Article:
Russians are drinking themselves to death at a rate - and in a manner - rarely seen in any society, a team of Russian, British and French researchers said Tuesday.
Their findings, released at a conference here, were the latest in a sobering series of scientific and medical findings about Russian mortality to be issued this year. But researchers said they also found some signs of hope in recent data showing a sharp rise in Russian life expectancy.The latest reports differed from previous findings in the emphasis they put on alcohol - and binge drinking in particular - as the primary cause of a shocking decline in life expectancy in Russia in the early 1990s.
That decline, particularly among men, "is the steepest and most severe ever documented anywhere in the world," said researcher David Leon of the London School of Hygiene and Tropical Medicine.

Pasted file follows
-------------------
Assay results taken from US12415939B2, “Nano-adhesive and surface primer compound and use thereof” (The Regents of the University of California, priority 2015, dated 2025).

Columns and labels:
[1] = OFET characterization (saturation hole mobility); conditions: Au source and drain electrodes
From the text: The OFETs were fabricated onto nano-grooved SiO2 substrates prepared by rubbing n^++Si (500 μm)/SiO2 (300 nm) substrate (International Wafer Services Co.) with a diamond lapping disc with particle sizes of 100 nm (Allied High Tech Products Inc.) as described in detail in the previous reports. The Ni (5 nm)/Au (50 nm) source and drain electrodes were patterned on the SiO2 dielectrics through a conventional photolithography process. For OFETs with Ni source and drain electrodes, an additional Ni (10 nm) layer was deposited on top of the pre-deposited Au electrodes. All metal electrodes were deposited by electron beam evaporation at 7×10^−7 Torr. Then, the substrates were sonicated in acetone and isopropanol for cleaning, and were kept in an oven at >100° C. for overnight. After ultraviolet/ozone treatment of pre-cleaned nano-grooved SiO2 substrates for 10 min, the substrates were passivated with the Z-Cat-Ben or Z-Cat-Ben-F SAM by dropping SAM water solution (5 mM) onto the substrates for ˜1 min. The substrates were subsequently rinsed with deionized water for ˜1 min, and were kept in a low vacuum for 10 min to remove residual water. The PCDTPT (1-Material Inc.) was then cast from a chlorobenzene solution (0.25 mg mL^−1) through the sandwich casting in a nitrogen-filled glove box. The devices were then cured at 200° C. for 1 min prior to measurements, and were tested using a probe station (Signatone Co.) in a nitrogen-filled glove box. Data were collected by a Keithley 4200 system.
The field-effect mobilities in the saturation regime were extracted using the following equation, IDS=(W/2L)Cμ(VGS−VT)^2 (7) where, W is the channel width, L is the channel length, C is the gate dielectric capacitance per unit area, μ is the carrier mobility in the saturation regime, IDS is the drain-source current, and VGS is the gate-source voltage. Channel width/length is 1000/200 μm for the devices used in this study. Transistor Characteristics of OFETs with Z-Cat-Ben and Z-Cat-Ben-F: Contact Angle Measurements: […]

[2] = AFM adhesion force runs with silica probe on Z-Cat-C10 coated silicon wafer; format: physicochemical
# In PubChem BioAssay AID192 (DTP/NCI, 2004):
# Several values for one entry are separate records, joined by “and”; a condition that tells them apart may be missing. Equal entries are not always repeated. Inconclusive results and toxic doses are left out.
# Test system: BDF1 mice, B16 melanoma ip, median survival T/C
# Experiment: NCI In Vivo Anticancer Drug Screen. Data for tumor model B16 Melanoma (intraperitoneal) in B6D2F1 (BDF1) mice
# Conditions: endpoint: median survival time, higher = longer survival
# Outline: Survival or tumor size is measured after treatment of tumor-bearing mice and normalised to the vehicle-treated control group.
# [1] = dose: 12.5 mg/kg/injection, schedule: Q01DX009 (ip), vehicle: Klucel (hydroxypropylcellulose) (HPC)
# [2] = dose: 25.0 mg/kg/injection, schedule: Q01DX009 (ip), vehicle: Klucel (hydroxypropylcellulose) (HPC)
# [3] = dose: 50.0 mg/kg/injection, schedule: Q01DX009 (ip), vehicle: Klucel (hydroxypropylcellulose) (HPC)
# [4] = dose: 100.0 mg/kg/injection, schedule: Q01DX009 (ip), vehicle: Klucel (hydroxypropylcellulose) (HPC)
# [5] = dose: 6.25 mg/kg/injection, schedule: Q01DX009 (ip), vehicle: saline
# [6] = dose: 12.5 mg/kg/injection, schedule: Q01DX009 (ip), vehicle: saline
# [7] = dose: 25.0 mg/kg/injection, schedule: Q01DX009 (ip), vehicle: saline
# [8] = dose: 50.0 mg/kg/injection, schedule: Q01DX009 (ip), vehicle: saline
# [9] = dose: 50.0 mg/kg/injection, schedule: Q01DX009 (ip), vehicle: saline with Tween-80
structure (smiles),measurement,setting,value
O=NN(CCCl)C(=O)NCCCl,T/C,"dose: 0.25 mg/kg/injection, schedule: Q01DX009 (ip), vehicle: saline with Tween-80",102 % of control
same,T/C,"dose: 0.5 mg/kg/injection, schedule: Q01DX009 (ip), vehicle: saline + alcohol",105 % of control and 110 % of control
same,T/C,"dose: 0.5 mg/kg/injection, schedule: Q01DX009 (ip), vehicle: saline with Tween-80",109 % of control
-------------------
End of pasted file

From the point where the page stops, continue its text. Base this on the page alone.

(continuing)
"Taking Russian mortality rates as they are today, a man aged 20 has only just above a 1 in 2 chance of surviving to age 60, while in countries such as Britain or France nearly nine out of 10 men aged 20 will be expected to survive to 60 years," he added.
Leon and his British colleagues teamed up with Russia's Center of Demography and Human Ecology and France's National Institute for Demographic Studies to issue a sheaf of reports at the conference on Tuesday.
There is nothing new in the notion that a love of alcohol - especially vodka - is at the root of many social problems in Russia, and drinking has obviously played a significant role in public health.
Russian health has been gradually declining since the mid-1960s, and researchers have laid blame on a web of factors, including alcohol and tobacco consumption and a declining health-care system.
The researchers said they found that deaths from heart disease in Russia are higher on Saturdays, Sundays and Mondays than on other days of the week, suggesting that people are dropping dead after weekend binges.